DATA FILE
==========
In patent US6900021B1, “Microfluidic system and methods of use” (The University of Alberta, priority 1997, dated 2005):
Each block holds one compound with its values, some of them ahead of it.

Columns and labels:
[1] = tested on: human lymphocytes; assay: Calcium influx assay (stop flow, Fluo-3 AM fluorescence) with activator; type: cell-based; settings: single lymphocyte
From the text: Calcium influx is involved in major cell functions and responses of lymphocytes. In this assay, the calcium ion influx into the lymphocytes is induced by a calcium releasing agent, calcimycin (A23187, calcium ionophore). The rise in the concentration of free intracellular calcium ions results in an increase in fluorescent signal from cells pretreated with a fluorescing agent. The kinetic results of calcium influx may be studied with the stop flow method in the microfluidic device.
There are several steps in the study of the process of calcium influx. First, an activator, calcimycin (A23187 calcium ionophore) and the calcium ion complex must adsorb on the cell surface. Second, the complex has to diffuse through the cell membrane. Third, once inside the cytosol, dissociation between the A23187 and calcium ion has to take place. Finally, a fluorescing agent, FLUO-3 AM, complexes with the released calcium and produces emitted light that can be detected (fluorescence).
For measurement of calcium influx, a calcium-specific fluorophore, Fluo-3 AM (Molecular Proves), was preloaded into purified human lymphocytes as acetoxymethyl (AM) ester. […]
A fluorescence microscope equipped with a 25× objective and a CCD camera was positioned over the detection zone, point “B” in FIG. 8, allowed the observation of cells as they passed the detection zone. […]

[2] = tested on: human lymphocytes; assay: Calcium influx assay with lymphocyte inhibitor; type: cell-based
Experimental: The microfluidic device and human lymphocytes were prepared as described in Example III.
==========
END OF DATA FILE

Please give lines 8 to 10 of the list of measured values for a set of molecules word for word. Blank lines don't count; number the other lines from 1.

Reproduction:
A fluorescence microscope equipped with a 25× objective and a CCD camera was positioned over the detection zone, point “B” in FIG. 8, allowed the observation of cells as they passed the detection zone. […]

[2] = tested on: human lymphocytes; assay: Calcium influx assay with lymphocyte inhibitor; type: cell-based
Experimental: The microfluidic device and human lymphocytes were prepared as described in Example III.